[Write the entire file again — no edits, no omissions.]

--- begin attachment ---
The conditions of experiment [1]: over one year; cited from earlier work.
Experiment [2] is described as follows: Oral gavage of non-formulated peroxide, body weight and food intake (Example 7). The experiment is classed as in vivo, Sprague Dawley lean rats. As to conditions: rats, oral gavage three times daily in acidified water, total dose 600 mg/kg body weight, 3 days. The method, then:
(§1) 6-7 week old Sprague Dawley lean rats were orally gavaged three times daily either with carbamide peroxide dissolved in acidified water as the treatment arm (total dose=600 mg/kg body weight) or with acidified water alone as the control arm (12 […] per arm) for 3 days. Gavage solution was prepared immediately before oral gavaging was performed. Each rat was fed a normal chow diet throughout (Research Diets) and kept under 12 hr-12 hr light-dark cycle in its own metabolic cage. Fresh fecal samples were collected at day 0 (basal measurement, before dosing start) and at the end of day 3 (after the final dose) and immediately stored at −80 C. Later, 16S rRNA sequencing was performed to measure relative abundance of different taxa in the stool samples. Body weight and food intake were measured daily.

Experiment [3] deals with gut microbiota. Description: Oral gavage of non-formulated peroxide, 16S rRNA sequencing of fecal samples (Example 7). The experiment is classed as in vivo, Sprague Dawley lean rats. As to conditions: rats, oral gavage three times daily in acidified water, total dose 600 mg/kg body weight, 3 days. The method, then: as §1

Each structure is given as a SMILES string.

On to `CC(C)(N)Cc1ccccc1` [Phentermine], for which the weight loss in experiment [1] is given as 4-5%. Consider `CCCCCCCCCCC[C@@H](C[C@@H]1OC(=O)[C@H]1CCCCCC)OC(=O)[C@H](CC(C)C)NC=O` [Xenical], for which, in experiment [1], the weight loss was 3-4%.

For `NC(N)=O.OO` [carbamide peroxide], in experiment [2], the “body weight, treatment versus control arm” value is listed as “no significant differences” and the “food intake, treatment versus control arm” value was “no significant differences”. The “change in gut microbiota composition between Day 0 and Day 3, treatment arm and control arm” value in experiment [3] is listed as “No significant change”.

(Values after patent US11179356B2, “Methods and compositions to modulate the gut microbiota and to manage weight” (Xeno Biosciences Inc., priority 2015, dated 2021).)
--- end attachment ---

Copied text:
The conditions of experiment [1]: over one year; cited from earlier work.
Experiment [2] is described as follows: Oral gavage of non-formulated peroxide, body weight and food intake (Example 7). The experiment is classed as in vivo, Sprague Dawley lean rats. As to conditions: rats, oral gavage three times daily in acidified water, total dose 600 mg/kg body weight, 3 days. The method, then:
(§1) 6-7 week old Sprague Dawley lean rats were orally gavaged three times daily either with carbamide peroxide dissolved in acidified water as the treatment arm (total dose=600 mg/kg body weight) or with acidified water alone as the control arm (12 […] per arm) for 3 days. Gavage solution was prepared immediately before oral gavaging was performed. Each rat was fed a normal chow diet throughout (Research Diets) and kept under 12 hr-12 hr light-dark cycle in its own metabolic cage. Fresh fecal samples were collected at day 0 (basal measurement, before dosing start) and at the end of day 3 (after the final dose) and immediately stored at −80 C. Later, 16S rRNA sequencing was performed to measure relative abundance of different taxa in the stool samples. Body weight and food intake were measured daily.

Experiment [3] deals with gut microbiota. Description: Oral gavage of non-formulated peroxide, 16S rRNA sequencing of fecal samples (Example 7). The experiment is classed as in vivo, Sprague Dawley lean rats. As to conditions: rats, oral gavage three times daily in acidified water, total dose 600 mg/kg body weight, 3 days. The method, then: as §1

Each structure is given as a SMILES string.

On to `CC(C)(N)Cc1ccccc1` [Phentermine], for which the weight loss in experiment [1] is given as 4-5%. Consider `CCCCCCCCCCC[C@@H](C[C@@H]1OC(=O)[C@H]1CCCCCC)OC(=O)[C@H](CC(C)C)NC=O` [Xenical], for which, in experiment [1], the weight loss was 3-4%.

For `NC(N)=O.OO` [carbamide peroxide], in experiment [2], the “body weight, treatment versus control arm” value is listed as “no significant differences” and the “food intake, treatment versus control arm” value was “no significant differences”. The “change in gut microbiota composition between Day 0 and Day 3, treatment arm and control arm” value in experiment [3] is listed as “No significant change”.

(Values after patent US11179356B2, “Methods and compositions to modulate the gut microbiota and to manage weight” (Xeno Biosciences Inc., priority 2015, dated 2021).)